3D Laser Scanning: The Future Has Arrived
Written by Dale Garrison   

Sponsored Content
For years, prosecutors and law enforcement have fought the “CSI effect”—that is, jurors’ disappointment (and suspicion) if they do not find high-tech graphics and whiz-bang evidence presented in the courtroom. With expectations raised so high by forensics on television, jurors often assume better evidence must be readily available.


Now it is.

Three-dimensional laser scanning is revolutionizing the collection of everything from accident-scene measurements to blood-spatter evidence at homicides. If size, shape, spatial relations or other three-dimensional factors are involved, 3D laser scanning can provide more evidence in seconds.

Quantum Leap

Three-dimensional laser scanning increases the detail of accident or crime scene investigation by many orders of magnitude, and does so with a substantial increase in speed.

David Dustin is president of Dustin Forensics, a digital animation and forensics firm based in Adairsville, Ga. He began producing forensic animations in 2002, initially working in vehicle accidents and then crime scene work. Like many, he began by taking measurements physically before using what were, at the time, state-of-the-art total stations. Although each advance improved the quantity of data points and fine-tuned the quality of his work, little prepared him for the impact 3D laser scanning would have on his job.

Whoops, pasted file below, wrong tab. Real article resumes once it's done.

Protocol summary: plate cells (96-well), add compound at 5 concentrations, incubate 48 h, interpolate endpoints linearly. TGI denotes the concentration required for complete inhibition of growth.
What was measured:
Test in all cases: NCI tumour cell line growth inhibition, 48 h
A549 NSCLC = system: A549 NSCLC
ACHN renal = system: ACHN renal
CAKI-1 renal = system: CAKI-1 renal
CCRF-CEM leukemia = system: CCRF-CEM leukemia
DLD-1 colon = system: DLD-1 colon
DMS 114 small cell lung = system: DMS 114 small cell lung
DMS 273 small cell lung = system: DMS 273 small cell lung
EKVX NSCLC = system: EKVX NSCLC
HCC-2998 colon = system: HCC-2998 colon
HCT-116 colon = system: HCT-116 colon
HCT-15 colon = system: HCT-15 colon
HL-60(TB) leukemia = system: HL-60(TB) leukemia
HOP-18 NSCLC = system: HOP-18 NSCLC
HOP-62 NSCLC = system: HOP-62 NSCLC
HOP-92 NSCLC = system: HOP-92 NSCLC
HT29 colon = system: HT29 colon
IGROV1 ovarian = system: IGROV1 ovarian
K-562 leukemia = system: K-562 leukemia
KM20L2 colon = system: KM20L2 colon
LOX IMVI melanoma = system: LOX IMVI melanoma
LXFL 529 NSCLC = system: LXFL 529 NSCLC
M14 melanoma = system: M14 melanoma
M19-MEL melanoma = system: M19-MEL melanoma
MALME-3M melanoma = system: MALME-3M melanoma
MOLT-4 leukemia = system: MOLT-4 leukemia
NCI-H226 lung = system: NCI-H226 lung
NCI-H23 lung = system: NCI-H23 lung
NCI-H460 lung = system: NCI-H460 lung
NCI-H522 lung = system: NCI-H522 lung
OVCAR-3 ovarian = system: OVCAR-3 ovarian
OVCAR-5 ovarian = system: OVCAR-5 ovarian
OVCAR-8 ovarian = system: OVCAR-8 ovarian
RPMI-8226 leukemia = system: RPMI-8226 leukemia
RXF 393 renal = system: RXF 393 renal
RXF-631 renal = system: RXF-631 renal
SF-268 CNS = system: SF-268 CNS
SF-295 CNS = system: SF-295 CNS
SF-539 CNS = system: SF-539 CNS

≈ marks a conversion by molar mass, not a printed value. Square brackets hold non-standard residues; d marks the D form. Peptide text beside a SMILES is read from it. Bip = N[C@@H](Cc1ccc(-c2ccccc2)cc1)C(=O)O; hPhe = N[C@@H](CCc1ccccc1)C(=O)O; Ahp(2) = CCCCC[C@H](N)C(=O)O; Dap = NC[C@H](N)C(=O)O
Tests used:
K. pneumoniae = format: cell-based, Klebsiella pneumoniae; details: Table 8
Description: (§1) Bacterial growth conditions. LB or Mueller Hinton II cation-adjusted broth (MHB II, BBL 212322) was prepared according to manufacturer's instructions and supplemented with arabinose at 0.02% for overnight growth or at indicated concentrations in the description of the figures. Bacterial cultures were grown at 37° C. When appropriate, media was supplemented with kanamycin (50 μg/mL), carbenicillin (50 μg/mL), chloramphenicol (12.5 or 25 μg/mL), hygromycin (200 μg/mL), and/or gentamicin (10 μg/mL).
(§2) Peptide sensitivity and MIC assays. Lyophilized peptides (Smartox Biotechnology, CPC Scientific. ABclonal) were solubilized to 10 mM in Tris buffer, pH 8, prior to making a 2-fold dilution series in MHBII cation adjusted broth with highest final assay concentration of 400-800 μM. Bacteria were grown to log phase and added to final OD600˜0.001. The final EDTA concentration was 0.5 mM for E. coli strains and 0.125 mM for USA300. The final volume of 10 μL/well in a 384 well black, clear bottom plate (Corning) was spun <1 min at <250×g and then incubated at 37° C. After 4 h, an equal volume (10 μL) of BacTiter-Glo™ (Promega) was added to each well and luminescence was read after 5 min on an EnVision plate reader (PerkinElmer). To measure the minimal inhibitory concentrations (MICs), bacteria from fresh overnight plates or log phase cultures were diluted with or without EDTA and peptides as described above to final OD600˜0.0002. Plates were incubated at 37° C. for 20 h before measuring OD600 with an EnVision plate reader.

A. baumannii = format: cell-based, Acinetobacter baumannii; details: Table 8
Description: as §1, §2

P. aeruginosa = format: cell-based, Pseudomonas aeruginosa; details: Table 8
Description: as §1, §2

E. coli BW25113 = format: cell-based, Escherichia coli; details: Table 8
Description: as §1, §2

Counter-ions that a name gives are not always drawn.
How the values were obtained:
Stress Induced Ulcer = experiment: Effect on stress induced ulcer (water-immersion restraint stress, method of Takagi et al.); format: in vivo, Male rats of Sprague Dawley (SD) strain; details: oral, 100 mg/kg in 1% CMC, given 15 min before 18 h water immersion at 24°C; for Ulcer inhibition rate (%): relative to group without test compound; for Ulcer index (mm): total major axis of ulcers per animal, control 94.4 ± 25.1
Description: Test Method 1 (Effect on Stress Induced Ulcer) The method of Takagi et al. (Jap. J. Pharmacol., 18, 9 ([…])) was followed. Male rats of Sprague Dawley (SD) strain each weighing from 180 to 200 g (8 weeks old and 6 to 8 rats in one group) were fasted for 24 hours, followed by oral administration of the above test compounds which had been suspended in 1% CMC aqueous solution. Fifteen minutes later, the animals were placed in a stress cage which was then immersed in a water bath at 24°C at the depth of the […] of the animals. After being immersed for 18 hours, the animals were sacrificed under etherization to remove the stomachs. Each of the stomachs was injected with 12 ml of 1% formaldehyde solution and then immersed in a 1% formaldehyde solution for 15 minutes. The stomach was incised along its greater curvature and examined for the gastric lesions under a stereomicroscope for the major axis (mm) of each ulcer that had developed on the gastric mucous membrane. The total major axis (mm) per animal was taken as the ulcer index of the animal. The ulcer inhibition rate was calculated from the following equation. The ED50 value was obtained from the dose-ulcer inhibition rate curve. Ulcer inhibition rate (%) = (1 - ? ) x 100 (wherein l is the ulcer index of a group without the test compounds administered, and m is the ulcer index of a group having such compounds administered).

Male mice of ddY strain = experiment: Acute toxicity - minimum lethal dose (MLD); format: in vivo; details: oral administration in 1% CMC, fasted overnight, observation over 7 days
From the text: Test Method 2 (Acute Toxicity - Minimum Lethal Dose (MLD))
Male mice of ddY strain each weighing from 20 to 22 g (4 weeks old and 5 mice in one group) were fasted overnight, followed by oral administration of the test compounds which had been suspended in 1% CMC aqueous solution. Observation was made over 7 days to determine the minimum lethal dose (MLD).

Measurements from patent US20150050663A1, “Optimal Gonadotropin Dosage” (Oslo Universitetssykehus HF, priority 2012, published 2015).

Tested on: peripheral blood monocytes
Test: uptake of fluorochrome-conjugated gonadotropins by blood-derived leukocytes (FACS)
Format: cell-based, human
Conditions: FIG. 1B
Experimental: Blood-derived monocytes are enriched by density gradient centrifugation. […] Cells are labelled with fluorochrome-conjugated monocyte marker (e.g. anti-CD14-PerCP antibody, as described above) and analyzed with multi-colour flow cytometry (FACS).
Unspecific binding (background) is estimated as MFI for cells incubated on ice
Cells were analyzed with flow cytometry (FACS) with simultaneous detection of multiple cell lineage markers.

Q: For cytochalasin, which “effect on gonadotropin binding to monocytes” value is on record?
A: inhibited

“I had a case five years ago where I was given laser-scan data for a homicide,” Dustin recalled. “I was immediately captivated. I realized it was going to be an immense resource.”

President of AI2-3D in Toronto, Canada, Eugene Liscio is another laser-scanning pioneer who believes the technology is only beginning to achieve its full potential. “It really helps give a jury or judge a feeling for the scene,” he said. “You can create an animation where you fly through a scene and view it from different perspectives. It’s tremendous.”

Millions of Points

Roughly the size of a large digital camera, a 3D scanner creates a cloud of plotted points for up to 80 yards around the position where it is placed. Unlike hand measurements or even more recent digital surveying equipment, it doesn’t measure one point at a time; it measures millions.

“The older total stations could do one point in about 10 seconds,” Liscio said. “A laser scanner can do a million in one second. In four minutes you’re capturing millions and millions of points. The amount of data you have is unbelievable, and it’s in color and it’s 3D.”

Back in the lab, the data can be used to create accurate 3D scenes or animations that plot with mathematical accuracy an accident or crime scene. These virtual images or animations can be used in court with dramatic results.

“If you show someone a drawing of a parking lot, it’s difficult for people to get a sense of the space,” Dustin noted. “The scan gives you a much better sense of the space.”

The cloud of data points also makes once-tedious calculations almost immediate. “You can determine almost instantly where a shooter had to be,” Liscio said. “You can quickly see where an impact would have occurred and eliminate irrelevant information. You can see how far it was from a gun to a door and reconstruct where a person may have been.” Annotations on spacing and other details can easily be added to provide further context.